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March 26, 2024

MSU researchers create a new health equity evaluation tool for Genesee County and the city of Flint

Community-based organizations, nonprofits, policymakers and local residents will benefit from the first Health Equity Report Card, or HERC, for Genesee County and the city of Flint. The online tool helps people understand the overall landscape of community health by comparing 50 health-related indicators from 26 public sources. 


“There’s a big need for comprehensive data that’s useful and easy to understand, especially in public health,” said Heatherlun Uphold, assistant professor in the Charles Stewart Mott Department of Public Health and the Department of Translational Neuroscience in the College of Human Medicine at Michigan State University. “Increasing access to health information is an important step to improving health equity so everyone can have the opportunity for optimal health.”


Data included in the report card is specific to Genesee County and the city of Flint. It can be used to inform grant proposals, provide direction for new initiatives and guide funders who want to reinvest in existing efforts or expand their initiatives to address areas where there are high rates of disparity.


“The report card is an essential resource to tackle the disparities that are ever-present in our community,” said Athena McKay, executive director of Flint Innovative Solutions. “It identifies cracks and craters of missing information for our Black and Brown residents. It is a tremendous tool for advocating for policy change, program design and resourcing community health impact.”


Information in the HERC is organized by location (Flint, Genesee County, Michigan and the United States) and then by race (Black and white). Each indicator is organized into six categories: health services and access, socioeconomic status, physical health, mental health, maternal and child health, and health outcomes.


“The social determinants of health contribute to the differences in the results shown in this report card,” Uphold explained. “This data shows results that are influenced by where people live, work, worship, play and age. We look at access to food, health care, education and more. These variables affect health outcomes and quality of life.”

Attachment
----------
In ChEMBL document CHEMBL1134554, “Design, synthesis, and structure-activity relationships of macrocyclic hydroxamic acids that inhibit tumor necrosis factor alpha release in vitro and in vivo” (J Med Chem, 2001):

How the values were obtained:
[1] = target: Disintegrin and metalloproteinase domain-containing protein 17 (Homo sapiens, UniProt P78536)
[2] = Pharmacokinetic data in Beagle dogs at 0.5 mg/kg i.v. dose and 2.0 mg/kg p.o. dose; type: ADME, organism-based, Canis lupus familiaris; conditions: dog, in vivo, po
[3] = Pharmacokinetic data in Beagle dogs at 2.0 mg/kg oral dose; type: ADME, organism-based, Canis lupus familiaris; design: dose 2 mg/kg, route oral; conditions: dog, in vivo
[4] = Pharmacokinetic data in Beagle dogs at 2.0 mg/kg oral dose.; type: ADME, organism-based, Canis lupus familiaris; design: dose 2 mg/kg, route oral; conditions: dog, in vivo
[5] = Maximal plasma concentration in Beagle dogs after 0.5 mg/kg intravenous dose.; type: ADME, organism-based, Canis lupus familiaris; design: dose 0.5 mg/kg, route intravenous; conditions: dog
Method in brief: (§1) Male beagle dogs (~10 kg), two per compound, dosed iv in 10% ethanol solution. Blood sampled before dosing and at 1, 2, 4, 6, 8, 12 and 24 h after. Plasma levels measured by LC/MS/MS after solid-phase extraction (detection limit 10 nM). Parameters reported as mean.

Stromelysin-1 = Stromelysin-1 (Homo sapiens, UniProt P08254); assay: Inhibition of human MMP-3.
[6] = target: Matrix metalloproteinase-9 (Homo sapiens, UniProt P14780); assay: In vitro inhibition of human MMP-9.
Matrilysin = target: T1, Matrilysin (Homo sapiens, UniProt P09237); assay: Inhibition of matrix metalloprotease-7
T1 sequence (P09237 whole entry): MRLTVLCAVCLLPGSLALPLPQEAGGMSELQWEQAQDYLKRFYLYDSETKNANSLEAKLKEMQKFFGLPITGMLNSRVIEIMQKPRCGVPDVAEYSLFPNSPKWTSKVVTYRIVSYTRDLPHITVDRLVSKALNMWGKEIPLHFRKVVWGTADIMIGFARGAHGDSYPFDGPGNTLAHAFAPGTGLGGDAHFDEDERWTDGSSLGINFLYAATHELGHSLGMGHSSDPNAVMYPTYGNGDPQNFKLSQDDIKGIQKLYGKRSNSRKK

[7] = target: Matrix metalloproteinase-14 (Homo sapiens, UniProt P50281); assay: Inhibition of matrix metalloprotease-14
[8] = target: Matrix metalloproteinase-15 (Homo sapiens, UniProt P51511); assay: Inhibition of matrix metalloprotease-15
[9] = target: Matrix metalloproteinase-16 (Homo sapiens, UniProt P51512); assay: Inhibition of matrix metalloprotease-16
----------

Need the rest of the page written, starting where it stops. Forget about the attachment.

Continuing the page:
“As a community provider, having easily digestible data that identifies measurable problems is paramount in strategic planning,” said Kristen Senters Young, director of Women’s Specialty and Prevention Services and the Flint, Saginaw and Port Huron Odyssey Houses. “Whereas we may not understand the intricacies behind the data, we do understand the difference between receiving a letter grade on a report card. I can easily spot and understand an F. There is also the added benefit of being able to cut and paste a narrative description of the problem into a grant application or presentation slide.”


“In a community where trust is lacking, good information about that community comes at a premium,” said HERC community partner, Patrick McNeal, director of the North Flint Neighborhood Action Council. “That is why I believe that the Health Equity Report Card is vital for our community. It removes the barriers to accessing good information in a time of misinformation and disinformation. It seeks to make it easy enough for a resident to understand while assisting organizations that deal with our area’s disparities by having quality data.”


The HERC also identifies areas where more publicly accessible data is needed. For example, the mental health category lists four indicators, but we know that more information is necessary to tell the full story of mental health needs in our community, Uphold added.


“The findings in the Health Equity Report Card help identify areas with high disparity and those in need of intervention, like homicides by firearm, diabetes and life expectancy,” she said. “We hope to help other communities create similar report cards that focus on their important issues.” 


By: Dalin Clark

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